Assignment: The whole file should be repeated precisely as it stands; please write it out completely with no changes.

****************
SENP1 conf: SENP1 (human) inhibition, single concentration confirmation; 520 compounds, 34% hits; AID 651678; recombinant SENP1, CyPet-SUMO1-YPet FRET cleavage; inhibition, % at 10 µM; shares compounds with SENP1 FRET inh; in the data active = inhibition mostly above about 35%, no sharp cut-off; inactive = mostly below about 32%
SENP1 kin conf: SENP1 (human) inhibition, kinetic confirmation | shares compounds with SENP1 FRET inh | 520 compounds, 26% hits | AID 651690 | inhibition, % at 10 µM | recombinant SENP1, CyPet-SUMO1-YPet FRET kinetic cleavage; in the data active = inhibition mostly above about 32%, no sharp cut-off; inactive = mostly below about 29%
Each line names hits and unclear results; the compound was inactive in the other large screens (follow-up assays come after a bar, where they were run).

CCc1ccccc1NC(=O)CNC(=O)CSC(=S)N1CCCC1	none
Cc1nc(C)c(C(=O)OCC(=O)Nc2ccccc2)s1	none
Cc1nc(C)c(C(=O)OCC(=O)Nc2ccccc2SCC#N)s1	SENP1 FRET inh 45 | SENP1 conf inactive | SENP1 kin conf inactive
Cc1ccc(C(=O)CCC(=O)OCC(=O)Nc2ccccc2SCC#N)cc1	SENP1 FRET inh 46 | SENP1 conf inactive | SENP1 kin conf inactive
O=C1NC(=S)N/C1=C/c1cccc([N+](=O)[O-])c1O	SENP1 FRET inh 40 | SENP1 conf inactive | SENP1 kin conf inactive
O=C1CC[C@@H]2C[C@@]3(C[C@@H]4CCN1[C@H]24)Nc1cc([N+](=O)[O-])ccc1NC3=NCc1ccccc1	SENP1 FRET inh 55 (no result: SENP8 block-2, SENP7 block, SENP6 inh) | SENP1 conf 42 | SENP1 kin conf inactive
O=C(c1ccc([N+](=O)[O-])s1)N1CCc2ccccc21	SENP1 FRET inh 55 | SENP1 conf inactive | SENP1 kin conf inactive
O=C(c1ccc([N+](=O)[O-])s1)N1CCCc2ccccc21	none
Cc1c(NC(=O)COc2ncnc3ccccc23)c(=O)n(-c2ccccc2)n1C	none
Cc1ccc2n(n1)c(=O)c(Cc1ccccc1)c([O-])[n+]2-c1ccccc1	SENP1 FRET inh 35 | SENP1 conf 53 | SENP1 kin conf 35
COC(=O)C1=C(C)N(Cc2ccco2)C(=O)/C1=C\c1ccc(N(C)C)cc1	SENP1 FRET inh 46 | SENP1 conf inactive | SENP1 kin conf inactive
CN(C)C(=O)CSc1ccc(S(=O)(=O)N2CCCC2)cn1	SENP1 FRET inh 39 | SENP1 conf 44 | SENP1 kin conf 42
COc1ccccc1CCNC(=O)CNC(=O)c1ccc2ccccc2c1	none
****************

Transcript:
SENP1 conf: SENP1 (human) inhibition, single concentration confirmation; 520 compounds, 34% hits; AID 651678; recombinant SENP1, CyPet-SUMO1-YPet FRET cleavage; inhibition, % at 10 µM; shares compounds with SENP1 FRET inh; in the data active = inhibition mostly above about 35%, no sharp cut-off; inactive = mostly below about 32%
SENP1 kin conf: SENP1 (human) inhibition, kinetic confirmation | shares compounds with SENP1 FRET inh | 520 compounds, 26% hits | AID 651690 | inhibition, % at 10 µM | recombinant SENP1, CyPet-SUMO1-YPet FRET kinetic cleavage; in the data active = inhibition mostly above about 32%, no sharp cut-off; inactive = mostly below about 29%
Each line names hits and unclear results; the compound was inactive in the other large screens (follow-up assays come after a bar, where they were run).

CCc1ccccc1NC(=O)CNC(=O)CSC(=S)N1CCCC1	none
Cc1nc(C)c(C(=O)OCC(=O)Nc2ccccc2)s1	none
Cc1nc(C)c(C(=O)OCC(=O)Nc2ccccc2SCC#N)s1	SENP1 FRET inh 45 | SENP1 conf inactive | SENP1 kin conf inactive
Cc1ccc(C(=O)CCC(=O)OCC(=O)Nc2ccccc2SCC#N)cc1	SENP1 FRET inh 46 | SENP1 conf inactive | SENP1 kin conf inactive
O=C1NC(=S)N/C1=C/c1cccc([N+](=O)[O-])c1O	SENP1 FRET inh 40 | SENP1 conf inactive | SENP1 kin conf inactive
O=C1CC[C@@H]2C[C@@]3(C[C@@H]4CCN1[C@H]24)Nc1cc([N+](=O)[O-])ccc1NC3=NCc1ccccc1	SENP1 FRET inh 55 (no result: SENP8 block-2, SENP7 block, SENP6 inh) | SENP1 conf 42 | SENP1 kin conf inactive
O=C(c1ccc([N+](=O)[O-])s1)N1CCc2ccccc21	SENP1 FRET inh 55 | SENP1 conf inactive | SENP1 kin conf inactive
O=C(c1ccc([N+](=O)[O-])s1)N1CCCc2ccccc21	none
Cc1c(NC(=O)COc2ncnc3ccccc23)c(=O)n(-c2ccccc2)n1C	none
Cc1ccc2n(n1)c(=O)c(Cc1ccccc1)c([O-])[n+]2-c1ccccc1	SENP1 FRET inh 35 | SENP1 conf 53 | SENP1 kin conf 35
COC(=O)C1=C(C)N(Cc2ccco2)C(=O)/C1=C\c1ccc(N(C)C)cc1	SENP1 FRET inh 46 | SENP1 conf inactive | SENP1 kin conf inactive
CN(C)C(=O)CSc1ccc(S(=O)(=O)N2CCCC2)cn1	SENP1 FRET inh 39 | SENP1 conf 44 | SENP1 kin conf 42
COc1ccccc1CCNC(=O)CNC(=O)c1ccc2ccccc2c1	none